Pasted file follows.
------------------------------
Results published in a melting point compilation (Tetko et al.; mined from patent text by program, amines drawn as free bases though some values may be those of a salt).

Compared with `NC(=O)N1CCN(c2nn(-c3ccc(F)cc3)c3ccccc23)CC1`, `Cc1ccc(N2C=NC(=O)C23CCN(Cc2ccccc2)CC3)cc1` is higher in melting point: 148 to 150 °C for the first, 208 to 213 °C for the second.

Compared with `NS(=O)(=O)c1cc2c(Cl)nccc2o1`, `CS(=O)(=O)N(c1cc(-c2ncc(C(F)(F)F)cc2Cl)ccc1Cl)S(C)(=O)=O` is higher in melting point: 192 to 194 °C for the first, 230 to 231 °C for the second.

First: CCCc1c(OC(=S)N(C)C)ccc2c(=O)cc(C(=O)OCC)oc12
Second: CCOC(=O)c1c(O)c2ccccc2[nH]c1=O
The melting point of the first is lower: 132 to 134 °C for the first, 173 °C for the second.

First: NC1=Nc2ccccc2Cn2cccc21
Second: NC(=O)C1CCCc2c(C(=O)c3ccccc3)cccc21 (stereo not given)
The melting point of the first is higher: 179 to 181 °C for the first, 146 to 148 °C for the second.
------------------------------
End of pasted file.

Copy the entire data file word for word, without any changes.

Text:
Results published in a melting point compilation (Tetko et al.; mined from patent text by program, amines drawn as free bases though some values may be those of a salt).

Compared with `NC(=O)N1CCN(c2nn(-c3ccc(F)cc3)c3ccccc23)CC1`, `Cc1ccc(N2C=NC(=O)C23CCN(Cc2ccccc2)CC3)cc1` is higher in melting point: 148 to 150 °C for the first, 208 to 213 °C for the second.

Compared with `NS(=O)(=O)c1cc2c(Cl)nccc2o1`, `CS(=O)(=O)N(c1cc(-c2ncc(C(F)(F)F)cc2Cl)ccc1Cl)S(C)(=O)=O` is higher in melting point: 192 to 194 °C for the first, 230 to 231 °C for the second.

First: CCCc1c(OC(=S)N(C)C)ccc2c(=O)cc(C(=O)OCC)oc12
Second: CCOC(=O)c1c(O)c2ccccc2[nH]c1=O
The melting point of the first is lower: 132 to 134 °C for the first, 173 °C for the second.

First: NC1=Nc2ccccc2Cn2cccc21
Second: NC(=O)C1CCCc2c(C(=O)c3ccccc3)cccc21 (stereo not given)
The melting point of the first is higher: 179 to 181 °C for the first, 146 to 148 °C for the second.